Cap Polonio - Story of the tango “Cap Polonio”
ap Polonio was the name of a ship which, among other little voyages, cruised to Brazil and to the Patagonia back in the twenties in the last century. Francisco Lomuto composed “Nunca más” and “Tierra del Fuego” onboard while he played with his orchestra on those pleasant voyages. But on those days the steamship already had its own tango.
Adolfo Rosquellas had composed it and he entitled it, precisely, “Cap Polonio”. It is said he composed it onboard that boat after hearing a young lady play on piano the zamba “La López Pereyra”. He used its melody transcribed into a tango beat for the second section.
The first one in spreading “La López Pereyra” throughout the country was Andrés Chazarreta, who signed it in 1916, but it was, possibly, composed by Artidorio Cresseri. At least this musician gave it such name when he dedicated it, in Salta and in 1901, to the judge Carlos López Pereyra. Anyway, it is heard in the altiplano with different local beats and it is also known as “El sapo y la comadreja” (The frog and the weasel), an anonymous air.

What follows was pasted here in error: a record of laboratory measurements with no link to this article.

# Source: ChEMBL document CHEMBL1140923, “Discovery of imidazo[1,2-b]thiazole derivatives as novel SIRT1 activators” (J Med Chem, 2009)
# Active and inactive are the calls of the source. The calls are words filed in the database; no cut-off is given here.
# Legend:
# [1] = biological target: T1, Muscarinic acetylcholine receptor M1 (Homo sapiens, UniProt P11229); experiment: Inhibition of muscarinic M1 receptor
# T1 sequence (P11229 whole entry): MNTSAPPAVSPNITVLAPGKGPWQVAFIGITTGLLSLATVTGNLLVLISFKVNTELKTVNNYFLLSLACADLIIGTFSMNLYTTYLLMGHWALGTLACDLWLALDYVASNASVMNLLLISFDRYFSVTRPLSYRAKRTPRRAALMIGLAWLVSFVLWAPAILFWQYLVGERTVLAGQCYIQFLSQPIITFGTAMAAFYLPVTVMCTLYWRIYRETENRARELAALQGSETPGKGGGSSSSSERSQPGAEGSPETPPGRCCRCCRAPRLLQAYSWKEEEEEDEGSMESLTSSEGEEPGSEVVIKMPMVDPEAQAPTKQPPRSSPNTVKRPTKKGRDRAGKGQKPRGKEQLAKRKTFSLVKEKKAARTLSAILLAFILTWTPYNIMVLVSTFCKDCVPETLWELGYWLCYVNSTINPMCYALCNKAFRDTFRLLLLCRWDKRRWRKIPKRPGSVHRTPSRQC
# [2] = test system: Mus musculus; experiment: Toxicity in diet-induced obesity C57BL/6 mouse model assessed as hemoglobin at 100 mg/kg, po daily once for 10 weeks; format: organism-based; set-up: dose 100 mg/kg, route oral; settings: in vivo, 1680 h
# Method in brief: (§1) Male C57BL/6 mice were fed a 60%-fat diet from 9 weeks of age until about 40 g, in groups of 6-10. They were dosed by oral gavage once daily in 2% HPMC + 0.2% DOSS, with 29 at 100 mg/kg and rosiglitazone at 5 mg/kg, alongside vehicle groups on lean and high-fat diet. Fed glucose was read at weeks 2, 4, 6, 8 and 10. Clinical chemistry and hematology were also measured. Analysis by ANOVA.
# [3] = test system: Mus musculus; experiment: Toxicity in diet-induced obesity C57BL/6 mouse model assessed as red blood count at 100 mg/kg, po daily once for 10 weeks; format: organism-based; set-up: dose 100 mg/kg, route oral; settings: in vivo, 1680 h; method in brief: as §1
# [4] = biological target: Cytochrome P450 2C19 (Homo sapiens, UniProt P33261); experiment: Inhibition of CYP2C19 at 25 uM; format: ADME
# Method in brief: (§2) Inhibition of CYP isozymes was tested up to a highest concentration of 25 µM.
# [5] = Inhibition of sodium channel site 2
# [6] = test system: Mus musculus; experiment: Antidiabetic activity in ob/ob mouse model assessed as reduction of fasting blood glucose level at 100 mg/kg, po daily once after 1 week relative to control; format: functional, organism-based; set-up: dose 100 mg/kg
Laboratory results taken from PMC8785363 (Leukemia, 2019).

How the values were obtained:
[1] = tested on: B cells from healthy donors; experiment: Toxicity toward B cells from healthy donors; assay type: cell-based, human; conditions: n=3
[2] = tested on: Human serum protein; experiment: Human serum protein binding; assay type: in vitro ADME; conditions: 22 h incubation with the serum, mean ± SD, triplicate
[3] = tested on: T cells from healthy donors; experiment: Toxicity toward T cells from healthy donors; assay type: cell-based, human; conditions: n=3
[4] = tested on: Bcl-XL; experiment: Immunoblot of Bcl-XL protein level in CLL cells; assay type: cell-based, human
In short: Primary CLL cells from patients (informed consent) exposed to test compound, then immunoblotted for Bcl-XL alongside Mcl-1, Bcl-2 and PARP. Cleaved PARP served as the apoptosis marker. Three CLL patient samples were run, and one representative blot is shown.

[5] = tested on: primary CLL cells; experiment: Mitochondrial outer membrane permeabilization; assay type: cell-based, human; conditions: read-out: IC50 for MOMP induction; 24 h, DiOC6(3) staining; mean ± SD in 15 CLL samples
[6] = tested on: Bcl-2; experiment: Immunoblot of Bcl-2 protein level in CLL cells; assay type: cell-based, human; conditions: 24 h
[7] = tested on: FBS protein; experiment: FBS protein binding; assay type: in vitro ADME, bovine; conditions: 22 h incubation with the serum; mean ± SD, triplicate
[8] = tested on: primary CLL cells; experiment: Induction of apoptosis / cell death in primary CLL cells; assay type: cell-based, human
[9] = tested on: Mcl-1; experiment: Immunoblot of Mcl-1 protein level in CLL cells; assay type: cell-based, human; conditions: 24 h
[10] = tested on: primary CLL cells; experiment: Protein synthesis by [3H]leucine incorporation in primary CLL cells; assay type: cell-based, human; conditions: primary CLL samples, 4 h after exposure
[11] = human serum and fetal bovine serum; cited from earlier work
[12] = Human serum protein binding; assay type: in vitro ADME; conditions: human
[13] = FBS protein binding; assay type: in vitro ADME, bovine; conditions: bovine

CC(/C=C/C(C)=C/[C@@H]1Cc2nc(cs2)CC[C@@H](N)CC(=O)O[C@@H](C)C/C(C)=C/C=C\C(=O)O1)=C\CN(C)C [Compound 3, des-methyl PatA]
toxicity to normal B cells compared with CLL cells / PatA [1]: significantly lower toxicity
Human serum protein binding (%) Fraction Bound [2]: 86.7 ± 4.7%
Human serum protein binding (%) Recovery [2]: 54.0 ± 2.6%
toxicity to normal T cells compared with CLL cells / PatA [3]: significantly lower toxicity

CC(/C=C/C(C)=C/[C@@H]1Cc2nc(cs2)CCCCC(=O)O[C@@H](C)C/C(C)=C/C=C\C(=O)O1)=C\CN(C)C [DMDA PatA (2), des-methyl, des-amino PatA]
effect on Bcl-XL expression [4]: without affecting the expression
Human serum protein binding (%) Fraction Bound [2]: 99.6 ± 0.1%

Beyond the origin of the second section, it is also known the story which says that the enterprise which owned the steamboat thanked the composer with a voyage to Europe, which can be possibly true, because it does not contradict the story we have told above.
True or not, Rosquellas enjoyed sea voyages, since he was in France, in 1926, and in 1927 he settled in the United States, where he organized the Orquesta Pancho, name which had to do with his name. And there he passed away.
Getting back to “Cap Polonio”, Juan Andrés Caruso wrote words for it, which Ignacio Corsini committed to record: «Cuando en el Cap Polonio/ sentada en popa/ cruces el mar,/ el chocar de las olas/ de mis recuerdos/ te hablarán» (When on the Cap Polonio, seated on the stern, you cross the sea, the kicking of the waves of my memories will talk to you).
“Cap Polonio” remained as one of the best known tangos of its composer, together with “Pura clase” and “Una pena”, the latter with words by Arturo Albert, which Carlos Gardel and Ángel Vargas recorded.
It was recorded as a piano solo by Enrique Delfino (1922), by Ignacio Corsini with guitars (1922), by the Francisco Lomuto orchestra (1927), by the Ciriaco Ortiz trio (1948), by the Los Tubatango led by Guillermo Inchausty (in the seventies).
Published in the section Así nació, published in Ahora Sunday magazine of the Crónica newspaper.